Yes, it’s a real Tesla race car, set for the Electric GT championship that’ll kick off later this year. And golly, have they gone all out.
The top speed may only be 249kph, but it’s the acceleration that’ll make these cars worth watching. 0-100kph is dispatched in just 2.1 seconds, and mid-range punch should be nothing less than immense. That’s thanks in part to 778hp and 995Nm, but also thanks to a serious weight-shedding program.
How serious? Well, most of the interior is gone, bar the screen and the bits that make it go, stop and steer. The steering wheel is race-spec, of course, as are the cooling and suspension systems underneath. There’s also that gigantic, DTM-spec rear wing, and all the body panels are flared and flanged.
Apart from these mods (which, in the scheme of racing, aren’t actually very severe) the cars belting around the circuit will be standard P100Ds. And, in case you were wondering which tracks we’re talking about, here’s a selection: Nürburgring, Catalunya, Zandvoort, Mugello, Estoril, Paul Ricard and Brands Hatch.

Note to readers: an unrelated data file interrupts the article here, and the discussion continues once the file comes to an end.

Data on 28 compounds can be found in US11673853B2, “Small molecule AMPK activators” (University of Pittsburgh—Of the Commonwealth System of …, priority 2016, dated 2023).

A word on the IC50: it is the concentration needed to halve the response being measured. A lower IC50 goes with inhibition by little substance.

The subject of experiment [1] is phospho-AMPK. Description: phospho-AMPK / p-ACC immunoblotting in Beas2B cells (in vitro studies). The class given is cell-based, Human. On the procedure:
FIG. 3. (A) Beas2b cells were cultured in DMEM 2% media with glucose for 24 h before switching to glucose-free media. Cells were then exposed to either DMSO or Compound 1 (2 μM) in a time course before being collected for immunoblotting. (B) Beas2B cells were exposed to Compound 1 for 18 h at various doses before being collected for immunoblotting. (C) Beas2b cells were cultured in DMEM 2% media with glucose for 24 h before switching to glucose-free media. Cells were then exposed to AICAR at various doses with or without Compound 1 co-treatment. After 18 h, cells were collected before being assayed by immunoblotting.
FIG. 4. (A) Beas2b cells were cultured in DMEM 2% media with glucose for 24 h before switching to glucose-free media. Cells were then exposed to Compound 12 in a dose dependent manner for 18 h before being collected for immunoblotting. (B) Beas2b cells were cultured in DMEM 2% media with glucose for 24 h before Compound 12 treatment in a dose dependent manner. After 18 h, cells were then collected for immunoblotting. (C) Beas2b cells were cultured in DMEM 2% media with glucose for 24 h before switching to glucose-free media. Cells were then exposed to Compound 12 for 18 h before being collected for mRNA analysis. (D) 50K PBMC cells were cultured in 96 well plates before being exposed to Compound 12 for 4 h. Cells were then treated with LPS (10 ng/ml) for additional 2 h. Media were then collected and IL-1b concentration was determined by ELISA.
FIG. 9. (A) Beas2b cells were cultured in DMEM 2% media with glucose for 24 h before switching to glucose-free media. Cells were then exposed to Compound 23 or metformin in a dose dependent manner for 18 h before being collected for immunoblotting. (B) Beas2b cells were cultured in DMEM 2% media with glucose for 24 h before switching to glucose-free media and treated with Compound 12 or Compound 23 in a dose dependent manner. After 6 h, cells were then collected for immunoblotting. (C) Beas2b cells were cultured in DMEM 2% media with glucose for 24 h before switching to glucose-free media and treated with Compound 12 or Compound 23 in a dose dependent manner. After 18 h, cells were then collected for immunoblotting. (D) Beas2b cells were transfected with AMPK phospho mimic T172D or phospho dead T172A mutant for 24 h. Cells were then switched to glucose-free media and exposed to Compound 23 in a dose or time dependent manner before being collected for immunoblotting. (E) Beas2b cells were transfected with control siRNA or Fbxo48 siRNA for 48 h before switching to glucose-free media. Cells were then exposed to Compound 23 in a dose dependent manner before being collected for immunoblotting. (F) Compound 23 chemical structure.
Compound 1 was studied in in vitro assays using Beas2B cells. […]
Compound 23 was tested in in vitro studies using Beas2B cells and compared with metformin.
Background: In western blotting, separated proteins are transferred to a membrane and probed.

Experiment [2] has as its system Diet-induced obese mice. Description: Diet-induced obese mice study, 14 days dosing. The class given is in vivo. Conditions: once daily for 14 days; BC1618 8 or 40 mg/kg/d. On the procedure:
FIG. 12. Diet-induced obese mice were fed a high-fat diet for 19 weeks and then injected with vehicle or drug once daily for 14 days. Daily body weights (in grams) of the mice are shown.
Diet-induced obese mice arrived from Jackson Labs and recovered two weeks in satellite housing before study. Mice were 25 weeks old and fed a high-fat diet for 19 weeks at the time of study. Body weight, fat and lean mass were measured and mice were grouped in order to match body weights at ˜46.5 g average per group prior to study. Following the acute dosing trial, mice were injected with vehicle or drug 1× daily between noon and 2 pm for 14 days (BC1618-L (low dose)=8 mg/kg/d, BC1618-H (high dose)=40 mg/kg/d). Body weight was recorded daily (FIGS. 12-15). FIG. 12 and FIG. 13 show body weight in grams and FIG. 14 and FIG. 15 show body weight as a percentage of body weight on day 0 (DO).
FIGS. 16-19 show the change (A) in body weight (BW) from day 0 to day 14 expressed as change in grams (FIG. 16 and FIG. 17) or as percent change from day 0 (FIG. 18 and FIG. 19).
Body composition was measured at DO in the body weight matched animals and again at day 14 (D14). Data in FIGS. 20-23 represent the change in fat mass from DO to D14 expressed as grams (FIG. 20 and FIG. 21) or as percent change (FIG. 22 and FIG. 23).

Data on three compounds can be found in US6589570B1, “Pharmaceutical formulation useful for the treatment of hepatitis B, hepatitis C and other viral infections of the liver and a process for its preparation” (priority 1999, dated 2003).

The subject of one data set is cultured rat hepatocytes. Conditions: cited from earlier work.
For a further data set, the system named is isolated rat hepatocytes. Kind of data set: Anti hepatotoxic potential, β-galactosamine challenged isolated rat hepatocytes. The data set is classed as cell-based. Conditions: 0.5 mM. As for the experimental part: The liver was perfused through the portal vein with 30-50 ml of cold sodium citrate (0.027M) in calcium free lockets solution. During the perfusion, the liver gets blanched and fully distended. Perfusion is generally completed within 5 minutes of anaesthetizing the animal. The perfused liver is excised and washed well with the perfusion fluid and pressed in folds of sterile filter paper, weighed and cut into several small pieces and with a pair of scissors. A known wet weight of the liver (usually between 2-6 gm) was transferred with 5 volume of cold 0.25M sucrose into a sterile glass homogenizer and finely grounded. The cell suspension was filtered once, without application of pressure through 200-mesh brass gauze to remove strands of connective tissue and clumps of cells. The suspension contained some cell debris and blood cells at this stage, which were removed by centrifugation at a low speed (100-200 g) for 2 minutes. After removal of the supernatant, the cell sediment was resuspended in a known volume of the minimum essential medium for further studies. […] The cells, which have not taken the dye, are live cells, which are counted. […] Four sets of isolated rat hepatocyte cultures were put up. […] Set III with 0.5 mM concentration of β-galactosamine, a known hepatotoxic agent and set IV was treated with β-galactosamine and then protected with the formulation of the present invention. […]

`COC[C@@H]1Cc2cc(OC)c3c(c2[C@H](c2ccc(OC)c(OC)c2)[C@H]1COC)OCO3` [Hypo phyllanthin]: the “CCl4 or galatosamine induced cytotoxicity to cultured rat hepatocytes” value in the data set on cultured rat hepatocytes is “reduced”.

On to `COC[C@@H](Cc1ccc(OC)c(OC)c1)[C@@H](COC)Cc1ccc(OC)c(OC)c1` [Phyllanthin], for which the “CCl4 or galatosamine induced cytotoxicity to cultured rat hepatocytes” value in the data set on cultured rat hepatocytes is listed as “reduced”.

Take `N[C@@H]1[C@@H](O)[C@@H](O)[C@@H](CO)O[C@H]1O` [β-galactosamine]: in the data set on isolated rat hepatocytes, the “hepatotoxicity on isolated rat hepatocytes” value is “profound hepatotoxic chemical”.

There’ll be two races at each track—a morning and an evening session—with each kept to 60km in length. That means no battery-saving driving, just all-out attack from each of the 20 drivers. Each of the P100Ds will be identical as well, so there’ll be no domination of the series with better tech. At least, to begin with.
You’ll notice we said P100Ds, not the 85Ds. Originally, the organizers of the Electric GT Championship had the rear-drive P85D in mind, but the astonishing performance of the new model changed their minds. It’s such a new change, in fact, that some of these images are still of the fully race-ready P85. You know, just so you can see what could have been, if Tesla hadn’t changed the front of the Model S with the new front bar.
If you want to watch the EGT Championship, it’ll be available to stream on a variety of sites, including YouTube. We think it’ll make for an interesting twist on the standard touring car formula, and will really come down to the teams and drivers to find the race-winning edge.
As for the race-prepped P100D, it just might be the most desirable Tesla yet, and it’s giving us very quixotic ideas about a future where second-hand Teslas are first-rate track cars.
NOTE: This article first appeared on TopGear.com. Minor edits have been made.